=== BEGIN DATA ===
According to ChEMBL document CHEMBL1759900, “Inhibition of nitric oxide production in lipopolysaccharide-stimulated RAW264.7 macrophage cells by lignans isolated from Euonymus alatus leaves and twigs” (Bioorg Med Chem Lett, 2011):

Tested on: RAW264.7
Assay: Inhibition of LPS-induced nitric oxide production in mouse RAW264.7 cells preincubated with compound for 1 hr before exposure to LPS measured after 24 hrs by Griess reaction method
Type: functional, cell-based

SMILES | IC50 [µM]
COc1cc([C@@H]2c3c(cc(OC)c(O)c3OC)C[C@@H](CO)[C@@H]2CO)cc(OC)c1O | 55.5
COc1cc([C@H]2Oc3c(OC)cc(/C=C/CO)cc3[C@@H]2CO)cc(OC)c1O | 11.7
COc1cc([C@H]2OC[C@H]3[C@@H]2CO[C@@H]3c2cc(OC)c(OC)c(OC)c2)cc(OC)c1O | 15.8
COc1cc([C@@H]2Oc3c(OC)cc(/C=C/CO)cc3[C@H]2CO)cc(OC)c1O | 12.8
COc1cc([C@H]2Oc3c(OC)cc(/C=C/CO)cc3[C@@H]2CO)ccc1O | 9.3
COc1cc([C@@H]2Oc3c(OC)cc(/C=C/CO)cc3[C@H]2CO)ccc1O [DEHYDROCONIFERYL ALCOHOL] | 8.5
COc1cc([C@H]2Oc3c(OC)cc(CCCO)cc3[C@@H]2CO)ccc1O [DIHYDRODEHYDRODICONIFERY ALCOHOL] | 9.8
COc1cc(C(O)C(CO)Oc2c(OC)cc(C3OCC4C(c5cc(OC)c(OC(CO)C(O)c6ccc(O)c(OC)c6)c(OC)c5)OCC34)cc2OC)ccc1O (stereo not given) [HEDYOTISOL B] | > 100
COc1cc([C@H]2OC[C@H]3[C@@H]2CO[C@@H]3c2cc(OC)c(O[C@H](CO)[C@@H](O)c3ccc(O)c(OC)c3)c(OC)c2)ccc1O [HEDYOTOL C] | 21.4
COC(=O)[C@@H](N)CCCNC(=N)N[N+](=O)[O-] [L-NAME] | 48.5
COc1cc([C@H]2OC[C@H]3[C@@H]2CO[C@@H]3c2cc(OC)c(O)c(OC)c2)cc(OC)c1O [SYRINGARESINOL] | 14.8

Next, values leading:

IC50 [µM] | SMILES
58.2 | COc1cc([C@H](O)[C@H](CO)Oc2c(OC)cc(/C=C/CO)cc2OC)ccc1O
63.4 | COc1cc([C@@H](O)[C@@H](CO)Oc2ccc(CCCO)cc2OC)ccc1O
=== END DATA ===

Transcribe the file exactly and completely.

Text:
According to ChEMBL document CHEMBL1759900, “Inhibition of nitric oxide production in lipopolysaccharide-stimulated RAW264.7 macrophage cells by lignans isolated from Euonymus alatus leaves and twigs” (Bioorg Med Chem Lett, 2011):

Tested on: RAW264.7
Assay: Inhibition of LPS-induced nitric oxide production in mouse RAW264.7 cells preincubated with compound for 1 hr before exposure to LPS measured after 24 hrs by Griess reaction method
Type: functional, cell-based

SMILES | IC50 [µM]
COc1cc([C@@H]2c3c(cc(OC)c(O)c3OC)C[C@@H](CO)[C@@H]2CO)cc(OC)c1O | 55.5
COc1cc([C@H]2Oc3c(OC)cc(/C=C/CO)cc3[C@@H]2CO)cc(OC)c1O | 11.7
COc1cc([C@H]2OC[C@H]3[C@@H]2CO[C@@H]3c2cc(OC)c(OC)c(OC)c2)cc(OC)c1O | 15.8
COc1cc([C@@H]2Oc3c(OC)cc(/C=C/CO)cc3[C@H]2CO)cc(OC)c1O | 12.8
COc1cc([C@H]2Oc3c(OC)cc(/C=C/CO)cc3[C@@H]2CO)ccc1O | 9.3
COc1cc([C@@H]2Oc3c(OC)cc(/C=C/CO)cc3[C@H]2CO)ccc1O [DEHYDROCONIFERYL ALCOHOL] | 8.5
COc1cc([C@H]2Oc3c(OC)cc(CCCO)cc3[C@@H]2CO)ccc1O [DIHYDRODEHYDRODICONIFERY ALCOHOL] | 9.8
COc1cc(C(O)C(CO)Oc2c(OC)cc(C3OCC4C(c5cc(OC)c(OC(CO)C(O)c6ccc(O)c(OC)c6)c(OC)c5)OCC34)cc2OC)ccc1O (stereo not given) [HEDYOTISOL B] | > 100
COc1cc([C@H]2OC[C@H]3[C@@H]2CO[C@@H]3c2cc(OC)c(O[C@H](CO)[C@@H](O)c3ccc(O)c(OC)c3)c(OC)c2)ccc1O [HEDYOTOL C] | 21.4
COC(=O)[C@@H](N)CCCNC(=N)N[N+](=O)[O-] [L-NAME] | 48.5
COc1cc([C@H]2OC[C@H]3[C@@H]2CO[C@@H]3c2cc(OC)c(O)c(OC)c2)cc(OC)c1O [SYRINGARESINOL] | 14.8

Next, values leading:

IC50 [µM] | SMILES
58.2 | COc1cc([C@H](O)[C@H](CO)Oc2c(OC)cc(/C=C/CO)cc2OC)ccc1O
63.4 | COc1cc([C@@H](O)[C@@H](CO)Oc2ccc(CCCO)cc2OC)ccc1O